Articles

PRESENCE OF FUNCTIONAL AXILLARY LYMPH NODES AND LYMPH DRAINAGE WITHIN ARMS IN WOMEN WITH AND WITHOUT BREAST CANCER-RELATED LYMPHEDEMA

Authors
  • A Szuba
  • A Pyszel
  • D Jedrzejuk
  • D Janczak
  • R Andrzejak

Abstract

This pilot study was designed to investigate lymphatic transport in the arms of women after breast cancer treatment without lymphedema and with mild and severe arm lymphedema. Nineteen breast cancer survivors[6 without (Group 1), 6 with mild (Group 2) and 7 with severe (Group 3) lymphedema]were examined. Lymphatic transport in the arm and to axillary lymph nodes were evaluated using quantitative radionuclide lymphscintigraphy. The radioactivity ratio between the operated and unoperated axillae (axillary ratio), and both lymphatic transport and tracer disappearance rates (TDR) from the injection sites were calculated. We found that axillary ratio and lymphatic transport were significantly higher in Groups 1 and 2 compared to 3 and that TDR was not affected in any Group. Additionally, lymphscintigraphy revealed presence of functional axillary lymph nodes within the operated axilla in women without or with mild lymphedema, while in women with severe lymphedema, no axillary lymph nodes were visualized. We conclude from our subjects that breast cancer survivors who did not develop or had mild arm lymphedema have functional lymphatic transport and lymph nodes in the axillary area on the operated side. This suggests that efficient collateral circulation and/or peripheral lymphovenous communications has developed in these subjects which may be preventative for the development of severe lymphedema.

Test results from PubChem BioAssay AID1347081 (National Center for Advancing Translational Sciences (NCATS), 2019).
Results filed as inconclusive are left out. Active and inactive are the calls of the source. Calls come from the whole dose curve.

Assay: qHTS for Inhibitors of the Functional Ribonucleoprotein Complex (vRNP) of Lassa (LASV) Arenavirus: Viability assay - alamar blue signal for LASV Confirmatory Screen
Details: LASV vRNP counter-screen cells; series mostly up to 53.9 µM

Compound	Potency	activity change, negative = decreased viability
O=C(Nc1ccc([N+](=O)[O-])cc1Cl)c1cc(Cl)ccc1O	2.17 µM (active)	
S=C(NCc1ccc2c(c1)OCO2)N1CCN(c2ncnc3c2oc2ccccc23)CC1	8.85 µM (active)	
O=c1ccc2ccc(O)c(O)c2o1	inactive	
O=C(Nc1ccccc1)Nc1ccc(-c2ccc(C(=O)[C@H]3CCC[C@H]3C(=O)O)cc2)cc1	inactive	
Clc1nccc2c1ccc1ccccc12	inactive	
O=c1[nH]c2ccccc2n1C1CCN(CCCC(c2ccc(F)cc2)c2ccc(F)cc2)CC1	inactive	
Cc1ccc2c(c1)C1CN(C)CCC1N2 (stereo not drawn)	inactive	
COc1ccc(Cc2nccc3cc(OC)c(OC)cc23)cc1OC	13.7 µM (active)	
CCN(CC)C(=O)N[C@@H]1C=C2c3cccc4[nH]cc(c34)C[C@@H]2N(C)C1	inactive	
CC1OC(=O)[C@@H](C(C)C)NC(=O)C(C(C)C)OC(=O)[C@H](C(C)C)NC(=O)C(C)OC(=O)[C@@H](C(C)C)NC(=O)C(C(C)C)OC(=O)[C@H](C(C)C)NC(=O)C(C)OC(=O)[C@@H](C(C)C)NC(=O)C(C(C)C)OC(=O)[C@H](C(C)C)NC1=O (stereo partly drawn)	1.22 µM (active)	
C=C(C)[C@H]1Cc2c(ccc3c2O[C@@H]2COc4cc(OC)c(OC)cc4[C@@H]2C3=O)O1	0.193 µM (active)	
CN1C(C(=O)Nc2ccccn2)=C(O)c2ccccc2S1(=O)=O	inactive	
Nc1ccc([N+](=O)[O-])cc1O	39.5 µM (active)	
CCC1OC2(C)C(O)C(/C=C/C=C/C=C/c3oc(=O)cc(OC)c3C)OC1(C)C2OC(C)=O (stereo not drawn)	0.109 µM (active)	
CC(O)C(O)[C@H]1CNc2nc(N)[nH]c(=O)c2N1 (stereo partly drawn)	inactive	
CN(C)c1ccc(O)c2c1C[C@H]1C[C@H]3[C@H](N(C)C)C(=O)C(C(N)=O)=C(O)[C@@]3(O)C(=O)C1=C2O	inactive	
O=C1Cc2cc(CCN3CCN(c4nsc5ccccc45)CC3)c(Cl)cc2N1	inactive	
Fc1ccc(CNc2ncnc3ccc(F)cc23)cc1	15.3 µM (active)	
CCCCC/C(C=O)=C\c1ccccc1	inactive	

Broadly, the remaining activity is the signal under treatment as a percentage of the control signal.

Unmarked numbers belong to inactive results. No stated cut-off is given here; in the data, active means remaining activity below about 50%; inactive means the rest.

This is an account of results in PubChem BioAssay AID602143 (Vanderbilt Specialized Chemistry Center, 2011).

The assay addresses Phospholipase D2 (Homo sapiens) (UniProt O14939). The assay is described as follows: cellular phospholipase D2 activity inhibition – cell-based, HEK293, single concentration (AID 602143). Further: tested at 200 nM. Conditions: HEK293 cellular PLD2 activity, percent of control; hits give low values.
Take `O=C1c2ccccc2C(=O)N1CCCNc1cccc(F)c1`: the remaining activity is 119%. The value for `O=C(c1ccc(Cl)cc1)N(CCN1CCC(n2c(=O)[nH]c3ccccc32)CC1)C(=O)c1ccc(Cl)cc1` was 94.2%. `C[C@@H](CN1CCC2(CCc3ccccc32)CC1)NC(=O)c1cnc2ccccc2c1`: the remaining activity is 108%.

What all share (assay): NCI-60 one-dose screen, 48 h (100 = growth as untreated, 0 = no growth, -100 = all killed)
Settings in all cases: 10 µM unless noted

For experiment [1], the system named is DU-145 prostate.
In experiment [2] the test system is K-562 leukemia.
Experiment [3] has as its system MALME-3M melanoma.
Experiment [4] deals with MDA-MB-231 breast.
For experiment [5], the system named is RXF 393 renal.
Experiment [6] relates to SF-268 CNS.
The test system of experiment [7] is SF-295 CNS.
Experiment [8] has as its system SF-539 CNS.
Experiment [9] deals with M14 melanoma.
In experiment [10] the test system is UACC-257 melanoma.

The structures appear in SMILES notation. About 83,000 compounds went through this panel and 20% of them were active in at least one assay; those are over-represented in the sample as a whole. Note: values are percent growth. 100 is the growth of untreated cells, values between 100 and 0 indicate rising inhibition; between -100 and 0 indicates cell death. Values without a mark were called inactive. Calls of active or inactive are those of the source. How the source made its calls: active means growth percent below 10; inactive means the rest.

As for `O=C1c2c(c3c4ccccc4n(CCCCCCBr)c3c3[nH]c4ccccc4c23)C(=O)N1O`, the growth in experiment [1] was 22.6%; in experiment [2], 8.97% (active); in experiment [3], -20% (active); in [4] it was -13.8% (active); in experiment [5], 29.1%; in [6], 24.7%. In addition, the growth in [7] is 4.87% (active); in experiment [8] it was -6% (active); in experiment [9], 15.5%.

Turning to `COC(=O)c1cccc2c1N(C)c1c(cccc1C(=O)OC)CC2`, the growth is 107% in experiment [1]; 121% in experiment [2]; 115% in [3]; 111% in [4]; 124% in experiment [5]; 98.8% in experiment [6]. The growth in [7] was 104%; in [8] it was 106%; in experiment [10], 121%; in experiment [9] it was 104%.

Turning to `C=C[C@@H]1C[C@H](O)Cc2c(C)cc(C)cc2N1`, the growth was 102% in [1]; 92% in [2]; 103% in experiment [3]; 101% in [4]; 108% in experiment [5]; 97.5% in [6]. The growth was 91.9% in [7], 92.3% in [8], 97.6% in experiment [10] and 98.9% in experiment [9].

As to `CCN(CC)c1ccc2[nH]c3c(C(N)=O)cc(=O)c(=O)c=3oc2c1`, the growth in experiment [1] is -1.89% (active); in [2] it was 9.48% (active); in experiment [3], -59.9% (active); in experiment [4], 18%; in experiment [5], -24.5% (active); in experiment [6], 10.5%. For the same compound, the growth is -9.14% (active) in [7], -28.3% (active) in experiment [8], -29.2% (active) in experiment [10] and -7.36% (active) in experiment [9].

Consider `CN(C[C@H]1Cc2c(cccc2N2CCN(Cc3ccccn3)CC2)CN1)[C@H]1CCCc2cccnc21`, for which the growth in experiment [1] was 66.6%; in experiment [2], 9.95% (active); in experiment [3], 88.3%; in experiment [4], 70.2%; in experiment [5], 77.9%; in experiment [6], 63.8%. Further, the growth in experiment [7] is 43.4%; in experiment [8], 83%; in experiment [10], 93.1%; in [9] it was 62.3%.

Keywords: breast cancer-related lymphedema, lymph node dissection, axillary clearance, radiotherapy, lymphscintigraphy, lymph flow

How to Cite:

Szuba, A. & Pyszel, A. & Jedrzejuk, D. & Janczak, D. & Andrzejak, R., (2007) “PRESENCE OF FUNCTIONAL AXILLARY LYMPH NODES AND LYMPH DRAINAGE WITHIN ARMS IN WOMEN WITH AND WITHOUT BREAST CANCER-RELATED LYMPHEDEMA”, Lymphology 40(2), p.81-86.

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Published on
22 Aug 2007
Peer Reviewed